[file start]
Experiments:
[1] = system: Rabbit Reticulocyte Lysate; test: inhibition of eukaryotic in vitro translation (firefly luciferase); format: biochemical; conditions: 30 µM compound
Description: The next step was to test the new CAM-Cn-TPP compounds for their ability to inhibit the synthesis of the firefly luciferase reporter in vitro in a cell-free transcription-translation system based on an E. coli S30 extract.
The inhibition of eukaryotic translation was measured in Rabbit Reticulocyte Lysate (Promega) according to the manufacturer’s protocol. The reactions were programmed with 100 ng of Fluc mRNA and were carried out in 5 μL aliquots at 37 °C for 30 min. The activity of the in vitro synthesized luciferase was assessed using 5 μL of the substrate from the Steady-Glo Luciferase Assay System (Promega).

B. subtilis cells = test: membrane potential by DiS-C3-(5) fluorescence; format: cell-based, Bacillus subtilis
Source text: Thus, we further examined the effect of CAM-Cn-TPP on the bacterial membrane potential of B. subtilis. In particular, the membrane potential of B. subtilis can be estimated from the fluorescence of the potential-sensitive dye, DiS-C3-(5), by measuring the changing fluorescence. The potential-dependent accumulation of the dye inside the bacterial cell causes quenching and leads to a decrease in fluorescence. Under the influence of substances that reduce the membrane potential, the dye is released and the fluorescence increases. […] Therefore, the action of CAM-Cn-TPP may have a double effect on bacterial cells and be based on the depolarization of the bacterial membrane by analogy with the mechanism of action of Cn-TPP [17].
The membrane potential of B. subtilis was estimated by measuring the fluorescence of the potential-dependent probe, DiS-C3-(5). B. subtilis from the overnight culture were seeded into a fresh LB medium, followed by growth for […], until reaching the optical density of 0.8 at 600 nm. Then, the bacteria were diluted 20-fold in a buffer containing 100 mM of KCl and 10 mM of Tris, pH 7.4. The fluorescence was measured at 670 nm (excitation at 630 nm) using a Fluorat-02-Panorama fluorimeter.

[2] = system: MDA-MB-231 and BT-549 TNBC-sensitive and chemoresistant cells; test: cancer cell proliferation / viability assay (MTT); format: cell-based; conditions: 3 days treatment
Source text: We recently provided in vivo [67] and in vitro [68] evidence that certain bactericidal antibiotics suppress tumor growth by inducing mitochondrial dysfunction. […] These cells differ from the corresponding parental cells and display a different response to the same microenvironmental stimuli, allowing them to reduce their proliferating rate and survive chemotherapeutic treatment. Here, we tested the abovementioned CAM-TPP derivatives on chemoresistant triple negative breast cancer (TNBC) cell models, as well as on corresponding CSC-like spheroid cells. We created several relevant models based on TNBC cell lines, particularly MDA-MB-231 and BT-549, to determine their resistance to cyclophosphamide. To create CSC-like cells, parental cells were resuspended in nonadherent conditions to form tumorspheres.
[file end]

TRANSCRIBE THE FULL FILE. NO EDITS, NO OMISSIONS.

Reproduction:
Experiments:
[1] = system: Rabbit Reticulocyte Lysate; test: inhibition of eukaryotic in vitro translation (firefly luciferase); format: biochemical; conditions: 30 µM compound
Description: The next step was to test the new CAM-Cn-TPP compounds for their ability to inhibit the synthesis of the firefly luciferase reporter in vitro in a cell-free transcription-translation system based on an E. coli S30 extract.
The inhibition of eukaryotic translation was measured in Rabbit Reticulocyte Lysate (Promega) according to the manufacturer’s protocol. The reactions were programmed with 100 ng of Fluc mRNA and were carried out in 5 μL aliquots at 37 °C for 30 min. The activity of the in vitro synthesized luciferase was assessed using 5 μL of the substrate from the Steady-Glo Luciferase Assay System (Promega).

B. subtilis cells = test: membrane potential by DiS-C3-(5) fluorescence; format: cell-based, Bacillus subtilis
Source text: Thus, we further examined the effect of CAM-Cn-TPP on the bacterial membrane potential of B. subtilis. In particular, the membrane potential of B. subtilis can be estimated from the fluorescence of the potential-sensitive dye, DiS-C3-(5), by measuring the changing fluorescence. The potential-dependent accumulation of the dye inside the bacterial cell causes quenching and leads to a decrease in fluorescence. Under the influence of substances that reduce the membrane potential, the dye is released and the fluorescence increases. […] Therefore, the action of CAM-Cn-TPP may have a double effect on bacterial cells and be based on the depolarization of the bacterial membrane by analogy with the mechanism of action of Cn-TPP [17].
The membrane potential of B. subtilis was estimated by measuring the fluorescence of the potential-dependent probe, DiS-C3-(5). B. subtilis from the overnight culture were seeded into a fresh LB medium, followed by growth for […], until reaching the optical density of 0.8 at 600 nm. Then, the bacteria were diluted 20-fold in a buffer containing 100 mM of KCl and 10 mM of Tris, pH 7.4. The fluorescence was measured at 670 nm (excitation at 630 nm) using a Fluorat-02-Panorama fluorimeter.

[2] = system: MDA-MB-231 and BT-549 TNBC-sensitive and chemoresistant cells; test: cancer cell proliferation / viability assay (MTT); format: cell-based; conditions: 3 days treatment
Source text: We recently provided in vivo [67] and in vitro [68] evidence that certain bactericidal antibiotics suppress tumor growth by inducing mitochondrial dysfunction. […] These cells differ from the corresponding parental cells and display a different response to the same microenvironmental stimuli, allowing them to reduce their proliferating rate and survive chemotherapeutic treatment. Here, we tested the abovementioned CAM-TPP derivatives on chemoresistant triple negative breast cancer (TNBC) cell models, as well as on corresponding CSC-like spheroid cells. We created several relevant models based on TNBC cell lines, particularly MDA-MB-231 and BT-549, to determine their resistance to cyclophosphamide. To create CSC-like cells, parental cells were resuspended in nonadherent conditions to form tumorspheres.